Normally, when a football manager is fired, they leave their role immediately, and someone else comes in to replace them. We don’t generally get to find out that a manager is about to leave their role weeks or months in advance, and definitely not more than a year in advance. There are exceptions to every rule, though, and Phil Neville is one of them. He’s not going to get a new contract as the manager of the England women’s national football team, the Lionesses. He’s going to be allowed to see his current one out and depart from the position in July 2021.
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How the news is being reported varies from one publication to another. Some journalists insist that not signing a new deal is Neville’s decision, and he wants to walk away and let someone else have a go. Others say that the FA have decided they want someone else at the helm for the next women’s FIFA World Cup in 2023. If the latter is true, that means the FA has decided that Neville isn’t the right person for the job. To us – and probably to you, as well – that sounds like a sacking. We’re now going to be treated to the odd spectacle of Neville continuing to coach the side for more than twelve months, with him and all his players operating in the full knowledge that he won’t be around to see any long-term plans to fruition. It’s a strange situation.
The current global situation might have played a role in all of this. Originally, Neville would have been in charge of the team for the Olympics this summer, and then for the women’s European tournament in 2021. For obvious reasons, that’s no longer happening. The Olympics have been moved to 2021, and the European tournament is in 2022 – just one year before the World Cup. The FA wants the same person in charge for both the Euros and the World Cup, and they appear to have decided that if they don’t want Neville for 2023, they don’t want him for 2022 either. His remaining fixtures will all be friendlies, and that begs the question of why he’s carrying on at all instead of departing the role immediately.
With his tenure as manager over in all but name, it’s time to assess how he’s done in the role. Unfortunately for him – and perhaps contrary to public opinion – it doesn’t take much research to conclude that he failed more often than he succeeded. The high point of his reign came when the Lionesses won the dreadfully-named ‘SheBelieves Cup’ in 2019 – the same year the team attained a respectable fourth-place finish in the World Cup. Like the journey of the men’s team to the semi-finals of the World Cup in 2018, though, there was often a feeling that the team was progressing more by luck than judgment – and since that high, everything has gone downhill for Neville.
The England women’s team has played eleven games since its final fixture at the World Cup. They’ve lost seven of them. Earlier this year, they were tasked with defending the SheBelieves Cup, and they failed miserably. Any observer could tell you that the team was going backward, and from the point of view of Neville making progress, things were even worse. His predecessor in the role was a man called Mark Sampson – someone who wasn’t thought to have done as well as he ought to have with the players at his disposal. He won 38 of his 59 games in charge for a winning percentage of 64%. Neville has thus far taken charge of 35 games and won 19 of them for a 54% victory return. He’s not just doing worse than the man who came before him – he’s doing significantly worse. Neville had no first-class coaching experience before he took the job. His tenure in charge of the women’s team, based on those statistics, is unlikely to help him get a first-class coaching role elsewhere.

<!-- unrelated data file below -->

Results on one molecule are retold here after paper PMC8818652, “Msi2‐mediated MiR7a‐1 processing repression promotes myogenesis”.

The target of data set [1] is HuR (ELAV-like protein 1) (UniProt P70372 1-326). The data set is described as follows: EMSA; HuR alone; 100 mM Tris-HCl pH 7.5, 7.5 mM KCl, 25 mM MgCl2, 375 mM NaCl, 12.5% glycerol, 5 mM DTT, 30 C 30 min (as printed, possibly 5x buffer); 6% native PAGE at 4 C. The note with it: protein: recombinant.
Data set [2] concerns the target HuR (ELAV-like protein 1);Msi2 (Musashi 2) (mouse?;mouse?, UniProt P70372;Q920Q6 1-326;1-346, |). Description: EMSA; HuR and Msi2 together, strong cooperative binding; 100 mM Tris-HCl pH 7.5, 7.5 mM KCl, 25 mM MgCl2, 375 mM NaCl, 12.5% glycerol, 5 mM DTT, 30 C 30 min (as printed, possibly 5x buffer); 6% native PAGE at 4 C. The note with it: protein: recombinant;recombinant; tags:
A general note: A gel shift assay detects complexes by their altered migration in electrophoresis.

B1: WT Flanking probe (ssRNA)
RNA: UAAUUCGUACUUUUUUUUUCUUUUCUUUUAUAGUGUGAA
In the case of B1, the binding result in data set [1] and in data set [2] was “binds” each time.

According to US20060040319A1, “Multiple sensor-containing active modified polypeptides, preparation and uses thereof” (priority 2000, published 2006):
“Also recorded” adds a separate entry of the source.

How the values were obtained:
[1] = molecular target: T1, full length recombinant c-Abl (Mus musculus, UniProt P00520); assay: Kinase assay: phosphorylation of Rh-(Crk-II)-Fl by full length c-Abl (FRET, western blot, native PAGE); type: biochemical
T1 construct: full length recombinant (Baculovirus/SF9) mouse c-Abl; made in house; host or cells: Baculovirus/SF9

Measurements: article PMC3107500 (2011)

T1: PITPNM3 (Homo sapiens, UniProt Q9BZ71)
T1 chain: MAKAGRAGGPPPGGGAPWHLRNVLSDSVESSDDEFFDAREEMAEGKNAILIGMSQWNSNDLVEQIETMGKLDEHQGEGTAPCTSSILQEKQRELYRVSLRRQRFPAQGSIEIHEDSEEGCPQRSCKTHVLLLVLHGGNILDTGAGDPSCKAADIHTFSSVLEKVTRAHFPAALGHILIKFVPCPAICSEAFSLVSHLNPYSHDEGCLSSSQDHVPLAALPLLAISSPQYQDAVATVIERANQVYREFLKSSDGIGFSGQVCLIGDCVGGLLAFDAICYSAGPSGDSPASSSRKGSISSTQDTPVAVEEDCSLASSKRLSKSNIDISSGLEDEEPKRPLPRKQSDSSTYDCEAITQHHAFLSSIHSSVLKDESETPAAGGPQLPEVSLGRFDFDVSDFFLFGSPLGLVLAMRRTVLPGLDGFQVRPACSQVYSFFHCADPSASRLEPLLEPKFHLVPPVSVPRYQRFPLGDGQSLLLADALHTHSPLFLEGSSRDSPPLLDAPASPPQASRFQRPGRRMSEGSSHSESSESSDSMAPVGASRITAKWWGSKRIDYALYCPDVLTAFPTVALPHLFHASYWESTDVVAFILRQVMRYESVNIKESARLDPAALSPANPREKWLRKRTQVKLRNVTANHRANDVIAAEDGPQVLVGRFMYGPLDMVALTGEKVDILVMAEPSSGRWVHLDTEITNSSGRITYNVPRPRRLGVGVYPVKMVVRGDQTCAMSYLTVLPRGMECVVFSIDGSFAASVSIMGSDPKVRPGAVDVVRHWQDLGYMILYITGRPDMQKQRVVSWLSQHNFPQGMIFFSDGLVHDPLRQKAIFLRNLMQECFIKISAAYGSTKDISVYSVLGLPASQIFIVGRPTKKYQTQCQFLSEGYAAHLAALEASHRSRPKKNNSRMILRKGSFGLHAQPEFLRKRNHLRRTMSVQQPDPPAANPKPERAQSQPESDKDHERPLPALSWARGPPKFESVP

Perhaps naming a man in charge of the women’s team was a bad idea from the start. Times have changed, and there’s no real reason to do that anymore. Areas of interest that were once considered off-limits to women, from football to online slots casinos, are now not only open to women but actively trying to appeal to them. There are whole online slots websites that were made for women and marketed to women, and they’re popular. As if to illustrate our point, when you log on to those female-focused slots, you’ll find games with a football theme. It isn’t just a man’s world anymore, and a man in charge of a women’s football team seems like an archaic idea and a relic of a bygone age. Neville wasn’t the right man for the job – but perhaps no man was right for the job. We suspect – and hope – that when Neville is replaced next year, it will be by a female leader.
As for Neville, it’s hard to see where he goes next. If his intention was to use this job as a platform to make himself more appealing to Premier League clubs when searching for their next manager, he’s failed. He took the women’s team one step forward, but he’s subsequently taken them two steps back. It’s hard to imagine many football boardrooms putting Phil Neville’s name at or even close to the top of a list of potential candidates for any managerial vacancy, whether than be in the Premier League or any of the country’s other professional divisions. Perhaps, like his brother once did, he’ll look abroad for a chance to manage away from the spotlight that comes with being in the British media. What might be more likely, though, is that he gives his old friend Ole Gunnar Solskjaer a call and rejoins the coaching staff at Manchester United – a role he was believed to have filled with distinction in the past. Neville might be a nice man and a competent coach – but all the evidence suggests that he’s a poor manager.